What this is about is such practices as ‘cover pricing’ – the act of having a face price but offering rebates and incentives, loyalty schemes between merchants and tradespeople as well as other schemes.   Read more »

Is the FMA corrupt?

miscarriage of justice

When you get a former Acting Supreme Court Judge saying there has been a grievous miscarriage of justice, people tend to wonder what’s going on.

Sir Ed Thomas has smacked the convictions of the directors of Lombard Finance with the line

“the Court of Appeal’s grasp of the facts was incomplete and it’s reasoning suspect or flawed in a number or respects.”

In legal circles that’s giving them a right shellacking.

The Lombard Finance case is worth looking at. The MSM tend to conveniently forget that as a result of the GFC over 60 finance companies in New Zealand collapsed. Some were run by dodgy crooks and they’ve been rightly hurfed into jail for completely ripping people off. Others like Hanover, well, the directors look as though they escape court all together.

But in Lombard’s case, there was no finding of fraud, negligence or mismanagement and the governance of the company was not questioned. Thomas says that the Lombard’s directors had been held to be honest and says:    Read more »

Time for a proper investigation into building costs

A reader emails about this story in the NZ Herald about the need for transparency in construction and building costs.

Builders may be forced to disclose any overseas holidays, new vehicles, tickets to sports events and other gifts they receive as rewards for buying building products as part of government moves to drive down building material costs.

Housing Minister Nick Smith and Commerce Minister Craig Foss yesterday released a series of options for cutting building costs as part of the Government’s suite of measures to tackle the high price of housing.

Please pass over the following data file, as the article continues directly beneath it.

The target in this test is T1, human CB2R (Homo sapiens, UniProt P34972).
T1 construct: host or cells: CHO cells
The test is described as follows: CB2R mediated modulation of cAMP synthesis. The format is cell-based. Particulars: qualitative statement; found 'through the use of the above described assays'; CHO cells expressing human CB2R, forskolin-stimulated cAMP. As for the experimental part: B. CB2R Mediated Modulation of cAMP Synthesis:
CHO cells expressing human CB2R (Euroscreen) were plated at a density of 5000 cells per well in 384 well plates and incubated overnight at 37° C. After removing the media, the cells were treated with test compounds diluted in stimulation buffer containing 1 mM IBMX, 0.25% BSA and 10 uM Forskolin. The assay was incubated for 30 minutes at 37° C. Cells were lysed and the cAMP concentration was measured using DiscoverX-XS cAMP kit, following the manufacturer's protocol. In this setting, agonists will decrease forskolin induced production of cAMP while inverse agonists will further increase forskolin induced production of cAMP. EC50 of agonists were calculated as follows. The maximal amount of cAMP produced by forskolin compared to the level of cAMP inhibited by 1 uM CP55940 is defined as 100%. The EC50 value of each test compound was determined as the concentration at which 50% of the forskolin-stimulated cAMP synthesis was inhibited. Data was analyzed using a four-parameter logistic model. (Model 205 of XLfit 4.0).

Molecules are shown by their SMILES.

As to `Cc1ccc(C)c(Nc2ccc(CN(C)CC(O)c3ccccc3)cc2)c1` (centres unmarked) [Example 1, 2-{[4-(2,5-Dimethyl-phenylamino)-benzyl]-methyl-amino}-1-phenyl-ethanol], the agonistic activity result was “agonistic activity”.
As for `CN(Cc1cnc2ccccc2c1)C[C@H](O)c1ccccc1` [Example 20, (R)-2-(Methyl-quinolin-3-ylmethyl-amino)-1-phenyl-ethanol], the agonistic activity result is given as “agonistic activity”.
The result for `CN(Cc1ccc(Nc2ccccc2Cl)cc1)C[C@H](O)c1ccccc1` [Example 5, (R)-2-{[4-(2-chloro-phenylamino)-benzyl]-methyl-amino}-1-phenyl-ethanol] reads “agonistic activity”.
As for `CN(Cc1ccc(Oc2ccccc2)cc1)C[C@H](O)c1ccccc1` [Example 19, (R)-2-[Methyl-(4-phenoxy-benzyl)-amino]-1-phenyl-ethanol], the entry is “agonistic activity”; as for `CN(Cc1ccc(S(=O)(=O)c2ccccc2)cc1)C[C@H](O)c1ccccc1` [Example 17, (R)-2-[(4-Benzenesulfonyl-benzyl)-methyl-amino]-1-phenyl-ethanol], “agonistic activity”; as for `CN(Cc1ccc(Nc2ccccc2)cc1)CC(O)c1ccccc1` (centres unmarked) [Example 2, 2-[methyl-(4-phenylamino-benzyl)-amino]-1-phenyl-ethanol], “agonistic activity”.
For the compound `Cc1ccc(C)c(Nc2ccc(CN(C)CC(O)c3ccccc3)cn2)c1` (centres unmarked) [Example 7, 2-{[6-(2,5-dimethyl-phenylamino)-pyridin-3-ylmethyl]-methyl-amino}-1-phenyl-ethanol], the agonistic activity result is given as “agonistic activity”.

The options were released as new legislation was introduced to Parliament to constrain building costs by limiting development contributions paid by developers to councils for infrastructure such as sewerage, roading and water.

Dr Smith said building costs were too high, as much as 30 per cent above those in Australia.

The reader comments:

You watch in weeks to come the spin from the lobby group formed to protect product suppliers. They will make Len’s team look honest.

I spent have spent much time researching this for my job.

I have found that Fletchers for instance makes framing that it exports and sells in Australia cheaper it sells the same grade timber framing here despite the obvious transport costs. Some builders have tried importing it back in from Australia and been stamped on.   Read more »

Little Frog rooster scored own goal on tax changes

This is what happens when you let socialists near the levers of power.

David Cunliffe’s mad cap ideas would likely go the same way as Francois Hollande’s daft taxation plans.

For a flabby Left-winger often mockingly referred to as a caramel pudding, François Hollande has a pretty mean right foot.

His rivals on the football pitch have likened the French President to a mixture of Colombian playmaker Carlos “The Kid” Valderrama, sans his blond perm, and Paul Gascoigne, without the drink problem.

Yet, in politics, the embattled Socialist has captained a team scoring a string of spectacular fiscal own goals. Faced with the threat of a pitch invasion by disgruntled fans, the panic-stricken government has this week enacted two humiliating tax climbdowns.

The rot began on Sunday when Bernard Cazeneuve, the budget minister, announced the government was shelving a 15.5pc charge on home loan, employee and equity savings plans that would have applied to savings all the way back to 1997.

The Elysée had been confident the law would pass because Mr Hollande’s predecessor, Nicolas Sarkozy, had raised the tax rate on such savings from 11.5pc to 15pc in his last two years without getting into hot water.   Read more »